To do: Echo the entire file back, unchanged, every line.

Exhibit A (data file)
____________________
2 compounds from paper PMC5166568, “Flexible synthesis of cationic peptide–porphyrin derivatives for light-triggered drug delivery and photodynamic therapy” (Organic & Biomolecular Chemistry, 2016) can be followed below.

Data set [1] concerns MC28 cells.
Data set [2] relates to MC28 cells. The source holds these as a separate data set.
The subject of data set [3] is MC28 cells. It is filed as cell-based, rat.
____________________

2 compounds from paper PMC5166568, “Flexible synthesis of cationic peptide–porphyrin derivatives for light-triggered drug delivery and photodynamic therapy” (Organic & Biomolecular Chemistry, 2016) can be followed below.

Data set [1] concerns MC28 cells.
Data set [2] relates to MC28 cells. The source holds these as a separate data set.
The subject of data set [3] is MC28 cells. It is filed as cell-based, rat.